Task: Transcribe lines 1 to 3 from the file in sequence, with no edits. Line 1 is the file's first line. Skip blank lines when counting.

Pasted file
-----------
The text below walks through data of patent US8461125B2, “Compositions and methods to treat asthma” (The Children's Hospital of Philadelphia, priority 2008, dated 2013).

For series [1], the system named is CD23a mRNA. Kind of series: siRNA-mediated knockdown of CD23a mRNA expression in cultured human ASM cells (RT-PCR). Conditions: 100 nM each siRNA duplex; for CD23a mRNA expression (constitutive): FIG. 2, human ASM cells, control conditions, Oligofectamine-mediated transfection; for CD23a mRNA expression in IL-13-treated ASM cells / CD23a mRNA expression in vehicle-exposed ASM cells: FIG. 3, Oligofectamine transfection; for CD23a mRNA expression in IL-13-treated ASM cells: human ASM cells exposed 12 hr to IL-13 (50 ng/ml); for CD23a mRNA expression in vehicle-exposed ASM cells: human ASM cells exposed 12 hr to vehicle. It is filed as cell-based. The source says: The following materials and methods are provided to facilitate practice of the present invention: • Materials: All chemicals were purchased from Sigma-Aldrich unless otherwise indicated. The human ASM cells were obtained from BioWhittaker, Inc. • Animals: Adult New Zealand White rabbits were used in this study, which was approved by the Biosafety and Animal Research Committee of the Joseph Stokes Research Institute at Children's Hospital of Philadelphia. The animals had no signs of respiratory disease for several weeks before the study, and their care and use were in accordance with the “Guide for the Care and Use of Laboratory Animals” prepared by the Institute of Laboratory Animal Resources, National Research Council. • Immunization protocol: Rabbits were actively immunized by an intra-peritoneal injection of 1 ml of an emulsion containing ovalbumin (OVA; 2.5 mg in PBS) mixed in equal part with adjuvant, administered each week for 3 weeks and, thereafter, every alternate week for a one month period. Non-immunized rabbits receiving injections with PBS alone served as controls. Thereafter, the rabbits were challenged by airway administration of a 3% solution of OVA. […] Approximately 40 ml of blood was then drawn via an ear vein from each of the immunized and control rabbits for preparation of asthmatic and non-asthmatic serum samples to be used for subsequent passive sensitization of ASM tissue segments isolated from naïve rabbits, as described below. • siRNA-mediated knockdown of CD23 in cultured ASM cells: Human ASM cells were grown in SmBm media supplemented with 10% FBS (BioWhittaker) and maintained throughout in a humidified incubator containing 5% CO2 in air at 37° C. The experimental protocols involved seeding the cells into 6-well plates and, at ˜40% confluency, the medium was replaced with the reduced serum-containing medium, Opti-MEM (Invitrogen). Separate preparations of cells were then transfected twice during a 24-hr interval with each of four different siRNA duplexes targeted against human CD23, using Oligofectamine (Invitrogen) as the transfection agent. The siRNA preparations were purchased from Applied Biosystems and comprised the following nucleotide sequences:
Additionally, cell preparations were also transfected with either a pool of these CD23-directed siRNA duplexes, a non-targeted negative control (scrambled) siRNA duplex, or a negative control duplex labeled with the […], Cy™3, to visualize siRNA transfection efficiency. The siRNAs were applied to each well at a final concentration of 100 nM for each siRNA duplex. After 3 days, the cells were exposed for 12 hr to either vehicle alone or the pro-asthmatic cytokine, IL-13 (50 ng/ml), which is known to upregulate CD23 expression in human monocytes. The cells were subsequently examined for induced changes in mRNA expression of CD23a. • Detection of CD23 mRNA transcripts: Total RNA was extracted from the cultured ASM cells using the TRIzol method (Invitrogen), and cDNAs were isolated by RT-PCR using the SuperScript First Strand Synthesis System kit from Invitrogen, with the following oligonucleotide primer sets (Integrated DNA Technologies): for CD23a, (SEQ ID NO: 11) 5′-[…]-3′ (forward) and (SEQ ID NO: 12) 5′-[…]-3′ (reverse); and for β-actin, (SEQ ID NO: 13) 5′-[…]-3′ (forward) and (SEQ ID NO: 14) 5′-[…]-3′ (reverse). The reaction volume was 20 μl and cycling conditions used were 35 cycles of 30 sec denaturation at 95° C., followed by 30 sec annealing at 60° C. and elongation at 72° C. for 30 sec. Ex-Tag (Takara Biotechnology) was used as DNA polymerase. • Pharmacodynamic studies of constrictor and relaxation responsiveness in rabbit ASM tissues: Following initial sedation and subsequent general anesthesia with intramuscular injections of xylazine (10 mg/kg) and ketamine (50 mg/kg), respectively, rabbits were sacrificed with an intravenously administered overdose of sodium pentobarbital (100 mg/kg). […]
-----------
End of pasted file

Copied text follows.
The text below walks through data of patent US8461125B2, “Compositions and methods to treat asthma” (The Children's Hospital of Philadelphia, priority 2008, dated 2013).

For series [1], the system named is CD23a mRNA. Kind of series: siRNA-mediated knockdown of CD23a mRNA expression in cultured human ASM cells (RT-PCR). Conditions: 100 nM each siRNA duplex; for CD23a mRNA expression (constitutive): FIG. 2, human ASM cells, control conditions, Oligofectamine-mediated transfection; for CD23a mRNA expression in IL-13-treated ASM cells / CD23a mRNA expression in vehicle-exposed ASM cells: FIG. 3, Oligofectamine transfection; for CD23a mRNA expression in IL-13-treated ASM cells: human ASM cells exposed 12 hr to IL-13 (50 ng/ml); for CD23a mRNA expression in vehicle-exposed ASM cells: human ASM cells exposed 12 hr to vehicle. It is filed as cell-based. The source says: The following materials and methods are provided to facilitate practice of the present invention: • Materials: All chemicals were purchased from Sigma-Aldrich unless otherwise indicated. The human ASM cells were obtained from BioWhittaker, Inc. • Animals: Adult New Zealand White rabbits were used in this study, which was approved by the Biosafety and Animal Research Committee of the Joseph Stokes Research Institute at Children's Hospital of Philadelphia. The animals had no signs of respiratory disease for several weeks before the study, and their care and use were in accordance with the “Guide for the Care and Use of Laboratory Animals” prepared by the Institute of Laboratory Animal Resources, National Research Council. • Immunization protocol: Rabbits were actively immunized by an intra-peritoneal injection of 1 ml of an emulsion containing ovalbumin (OVA; 2.5 mg in PBS) mixed in equal part with adjuvant, administered each week for 3 weeks and, thereafter, every alternate week for a one month period. Non-immunized rabbits receiving injections with PBS alone served as controls. Thereafter, the rabbits were challenged by airway administration of a 3% solution of OVA. […] Approximately 40 ml of blood was then drawn via an ear vein from each of the immunized and control rabbits for preparation of asthmatic and non-asthmatic serum samples to be used for subsequent passive sensitization of ASM tissue segments isolated from naïve rabbits, as described below. • siRNA-mediated knockdown of CD23 in cultured ASM cells: Human ASM cells were grown in SmBm media supplemented with 10% FBS (BioWhittaker) and maintained throughout in a humidified incubator containing 5% CO2 in air at 37° C. The experimental protocols involved seeding the cells into 6-well plates and, at ˜40% confluency, the medium was replaced with the reduced serum-containing medium, Opti-MEM (Invitrogen). Separate preparations of cells were then transfected twice during a 24-hr interval with each of four different siRNA duplexes targeted against human CD23, using Oligofectamine (Invitrogen) as the transfection agent. The siRNA preparations were purchased from Applied Biosystems and comprised the following nucleotide sequences:
Additionally, cell preparations were also transfected with either a pool of these CD23-directed siRNA duplexes, a non-targeted negative control (scrambled) siRNA duplex, or a negative control duplex labeled with the […], Cy™3, to visualize siRNA transfection efficiency. The siRNAs were applied to each well at a final concentration of 100 nM for each siRNA duplex. After 3 days, the cells were exposed for 12 hr to either vehicle alone or the pro-asthmatic cytokine, IL-13 (50 ng/ml), which is known to upregulate CD23 expression in human monocytes. The cells were subsequently examined for induced changes in mRNA expression of CD23a. • Detection of CD23 mRNA transcripts: Total RNA was extracted from the cultured ASM cells using the TRIzol method (Invitrogen), and cDNAs were isolated by RT-PCR using the SuperScript First Strand Synthesis System kit from Invitrogen, with the following oligonucleotide primer sets (Integrated DNA Technologies): for CD23a, (SEQ ID NO: 11) 5′-[…]-3′ (forward) and (SEQ ID NO: 12) 5′-[…]-3′ (reverse); and for β-actin, (SEQ ID NO: 13) 5′-[…]-3′ (forward) and (SEQ ID NO: 14) 5′-[…]-3′ (reverse). The reaction volume was 20 μl and cycling conditions used were 35 cycles of 30 sec denaturation at 95° C., followed by 30 sec annealing at 60° C. and elongation at 72° C. for 30 sec. Ex-Tag (Takara Biotechnology) was used as DNA polymerase. • Pharmacodynamic studies of constrictor and relaxation responsiveness in rabbit ASM tissues: Following initial sedation and subsequent general anesthesia with intramuscular injections of xylazine (10 mg/kg) and ketamine (50 mg/kg), respectively, rabbits were sacrificed with an intravenously administered overdose of sodium pentobarbital (100 mg/kg). […]